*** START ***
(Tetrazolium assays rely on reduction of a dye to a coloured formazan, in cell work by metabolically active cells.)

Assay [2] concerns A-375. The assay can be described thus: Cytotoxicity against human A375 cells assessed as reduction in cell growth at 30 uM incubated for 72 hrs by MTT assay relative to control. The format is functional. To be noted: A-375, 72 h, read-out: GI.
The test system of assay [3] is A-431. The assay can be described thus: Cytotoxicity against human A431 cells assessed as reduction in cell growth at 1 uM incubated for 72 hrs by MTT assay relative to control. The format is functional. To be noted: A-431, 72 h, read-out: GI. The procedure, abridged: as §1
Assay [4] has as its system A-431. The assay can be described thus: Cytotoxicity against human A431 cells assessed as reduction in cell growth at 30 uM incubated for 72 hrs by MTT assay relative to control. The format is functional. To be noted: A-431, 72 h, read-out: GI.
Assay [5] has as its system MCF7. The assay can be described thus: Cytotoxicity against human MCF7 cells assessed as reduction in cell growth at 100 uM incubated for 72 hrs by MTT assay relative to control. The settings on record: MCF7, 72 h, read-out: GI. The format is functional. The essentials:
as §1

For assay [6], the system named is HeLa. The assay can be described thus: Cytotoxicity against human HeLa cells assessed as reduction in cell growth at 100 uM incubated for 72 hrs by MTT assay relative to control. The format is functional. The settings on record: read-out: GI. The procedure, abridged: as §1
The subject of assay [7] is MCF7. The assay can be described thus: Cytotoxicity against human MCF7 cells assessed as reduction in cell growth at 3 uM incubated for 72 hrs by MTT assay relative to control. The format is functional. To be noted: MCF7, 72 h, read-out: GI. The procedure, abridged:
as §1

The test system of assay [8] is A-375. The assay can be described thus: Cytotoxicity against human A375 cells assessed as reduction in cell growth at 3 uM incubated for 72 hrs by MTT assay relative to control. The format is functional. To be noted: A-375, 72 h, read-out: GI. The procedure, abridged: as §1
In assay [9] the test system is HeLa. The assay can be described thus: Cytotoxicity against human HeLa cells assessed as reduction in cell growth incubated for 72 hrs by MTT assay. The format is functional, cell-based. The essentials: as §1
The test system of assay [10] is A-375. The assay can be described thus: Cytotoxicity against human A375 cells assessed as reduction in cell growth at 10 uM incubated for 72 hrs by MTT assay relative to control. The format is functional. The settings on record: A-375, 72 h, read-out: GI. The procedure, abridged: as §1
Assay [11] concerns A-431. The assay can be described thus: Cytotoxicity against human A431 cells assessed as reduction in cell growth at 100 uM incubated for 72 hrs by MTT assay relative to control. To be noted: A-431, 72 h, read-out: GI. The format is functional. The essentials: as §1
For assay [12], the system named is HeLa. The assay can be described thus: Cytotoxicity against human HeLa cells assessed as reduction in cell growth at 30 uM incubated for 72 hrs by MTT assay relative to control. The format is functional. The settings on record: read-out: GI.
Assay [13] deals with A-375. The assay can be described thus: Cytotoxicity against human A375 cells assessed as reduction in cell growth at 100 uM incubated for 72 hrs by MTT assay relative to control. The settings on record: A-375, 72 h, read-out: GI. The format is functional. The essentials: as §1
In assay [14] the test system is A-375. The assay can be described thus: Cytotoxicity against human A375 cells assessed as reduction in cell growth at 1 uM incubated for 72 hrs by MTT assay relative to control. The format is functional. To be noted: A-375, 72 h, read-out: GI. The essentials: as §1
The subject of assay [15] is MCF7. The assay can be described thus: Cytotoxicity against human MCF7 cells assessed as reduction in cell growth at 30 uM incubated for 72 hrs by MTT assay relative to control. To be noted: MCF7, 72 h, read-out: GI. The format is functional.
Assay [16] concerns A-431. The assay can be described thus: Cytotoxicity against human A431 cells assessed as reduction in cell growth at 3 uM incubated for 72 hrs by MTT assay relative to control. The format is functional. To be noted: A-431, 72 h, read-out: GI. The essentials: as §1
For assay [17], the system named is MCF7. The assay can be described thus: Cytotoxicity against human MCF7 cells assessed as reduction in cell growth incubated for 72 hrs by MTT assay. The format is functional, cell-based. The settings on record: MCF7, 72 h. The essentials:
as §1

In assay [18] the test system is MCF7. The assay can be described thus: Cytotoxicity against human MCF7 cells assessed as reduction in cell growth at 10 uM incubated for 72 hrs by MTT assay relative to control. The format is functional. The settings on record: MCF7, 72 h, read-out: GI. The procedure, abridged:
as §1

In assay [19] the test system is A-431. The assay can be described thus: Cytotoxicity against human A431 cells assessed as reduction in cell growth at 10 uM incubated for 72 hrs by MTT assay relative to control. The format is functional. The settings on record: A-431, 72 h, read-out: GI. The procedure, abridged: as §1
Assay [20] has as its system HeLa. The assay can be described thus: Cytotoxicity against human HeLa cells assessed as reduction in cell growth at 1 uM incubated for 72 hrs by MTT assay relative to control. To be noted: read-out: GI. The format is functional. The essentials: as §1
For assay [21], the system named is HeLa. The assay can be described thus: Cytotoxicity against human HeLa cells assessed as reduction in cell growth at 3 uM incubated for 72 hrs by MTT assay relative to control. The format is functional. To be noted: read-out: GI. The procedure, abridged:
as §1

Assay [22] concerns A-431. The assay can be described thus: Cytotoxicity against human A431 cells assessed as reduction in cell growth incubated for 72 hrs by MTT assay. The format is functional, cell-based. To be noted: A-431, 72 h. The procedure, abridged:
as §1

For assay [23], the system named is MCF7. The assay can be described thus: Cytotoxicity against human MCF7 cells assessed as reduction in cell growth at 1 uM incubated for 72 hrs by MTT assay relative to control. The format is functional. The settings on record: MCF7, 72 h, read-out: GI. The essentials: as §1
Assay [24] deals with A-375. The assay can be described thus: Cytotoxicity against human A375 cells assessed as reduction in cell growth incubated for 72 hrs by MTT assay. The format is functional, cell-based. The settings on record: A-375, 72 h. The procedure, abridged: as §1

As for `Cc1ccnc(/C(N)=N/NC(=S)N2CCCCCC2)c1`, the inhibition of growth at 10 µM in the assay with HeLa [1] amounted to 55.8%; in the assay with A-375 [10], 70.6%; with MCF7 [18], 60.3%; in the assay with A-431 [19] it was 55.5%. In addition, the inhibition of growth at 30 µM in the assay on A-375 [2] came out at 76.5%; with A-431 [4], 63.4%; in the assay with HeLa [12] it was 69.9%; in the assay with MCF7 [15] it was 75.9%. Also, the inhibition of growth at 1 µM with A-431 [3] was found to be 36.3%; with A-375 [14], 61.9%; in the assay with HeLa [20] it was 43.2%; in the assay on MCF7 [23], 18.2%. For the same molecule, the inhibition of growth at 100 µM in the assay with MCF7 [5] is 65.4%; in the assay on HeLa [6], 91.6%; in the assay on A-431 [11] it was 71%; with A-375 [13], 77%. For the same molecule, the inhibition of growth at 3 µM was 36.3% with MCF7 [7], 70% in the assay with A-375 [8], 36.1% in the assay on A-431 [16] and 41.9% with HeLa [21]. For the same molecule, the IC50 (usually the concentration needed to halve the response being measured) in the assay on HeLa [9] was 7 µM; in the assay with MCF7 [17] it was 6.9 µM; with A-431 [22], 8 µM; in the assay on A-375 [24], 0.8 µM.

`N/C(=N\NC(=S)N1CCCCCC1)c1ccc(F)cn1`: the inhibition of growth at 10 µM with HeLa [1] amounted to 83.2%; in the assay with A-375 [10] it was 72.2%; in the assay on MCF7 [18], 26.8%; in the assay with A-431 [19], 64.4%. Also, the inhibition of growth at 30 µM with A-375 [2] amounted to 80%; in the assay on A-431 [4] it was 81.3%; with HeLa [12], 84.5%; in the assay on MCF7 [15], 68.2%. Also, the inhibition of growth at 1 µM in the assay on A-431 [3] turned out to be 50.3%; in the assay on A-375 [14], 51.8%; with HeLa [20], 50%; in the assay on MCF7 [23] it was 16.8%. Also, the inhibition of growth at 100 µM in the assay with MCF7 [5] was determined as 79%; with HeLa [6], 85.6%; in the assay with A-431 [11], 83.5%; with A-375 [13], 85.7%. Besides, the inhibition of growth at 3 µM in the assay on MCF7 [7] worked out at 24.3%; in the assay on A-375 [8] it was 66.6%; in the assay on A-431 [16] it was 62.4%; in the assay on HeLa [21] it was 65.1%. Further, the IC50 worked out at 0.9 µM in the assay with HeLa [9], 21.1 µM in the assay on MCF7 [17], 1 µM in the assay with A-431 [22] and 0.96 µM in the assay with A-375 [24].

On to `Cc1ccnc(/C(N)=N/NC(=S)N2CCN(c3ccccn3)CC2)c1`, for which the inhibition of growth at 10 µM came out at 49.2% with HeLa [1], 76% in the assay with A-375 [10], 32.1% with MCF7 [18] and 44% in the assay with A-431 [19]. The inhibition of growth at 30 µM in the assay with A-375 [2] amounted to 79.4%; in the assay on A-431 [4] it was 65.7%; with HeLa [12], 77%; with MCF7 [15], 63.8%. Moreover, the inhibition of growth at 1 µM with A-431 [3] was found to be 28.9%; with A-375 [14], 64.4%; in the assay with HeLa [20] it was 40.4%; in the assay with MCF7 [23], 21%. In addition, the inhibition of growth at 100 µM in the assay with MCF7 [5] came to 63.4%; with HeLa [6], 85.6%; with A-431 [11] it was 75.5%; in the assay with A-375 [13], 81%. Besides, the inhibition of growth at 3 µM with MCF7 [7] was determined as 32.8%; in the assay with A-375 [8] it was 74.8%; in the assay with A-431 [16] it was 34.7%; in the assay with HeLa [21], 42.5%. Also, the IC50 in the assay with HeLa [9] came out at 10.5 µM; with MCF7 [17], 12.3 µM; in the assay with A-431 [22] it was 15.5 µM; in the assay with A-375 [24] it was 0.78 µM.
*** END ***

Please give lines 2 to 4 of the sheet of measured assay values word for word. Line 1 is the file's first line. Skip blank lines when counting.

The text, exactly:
Assay [2] concerns A-375. The assay can be described thus: Cytotoxicity against human A375 cells assessed as reduction in cell growth at 30 uM incubated for 72 hrs by MTT assay relative to control. The format is functional. To be noted: A-375, 72 h, read-out: GI.
The test system of assay [3] is A-431. The assay can be described thus: Cytotoxicity against human A431 cells assessed as reduction in cell growth at 1 uM incubated for 72 hrs by MTT assay relative to control. The format is functional. To be noted: A-431, 72 h, read-out: GI. The procedure, abridged: as §1
Assay [4] has as its system A-431. The assay can be described thus: Cytotoxicity against human A431 cells assessed as reduction in cell growth at 30 uM incubated for 72 hrs by MTT assay relative to control. The format is functional. To be noted: A-431, 72 h, read-out: GI.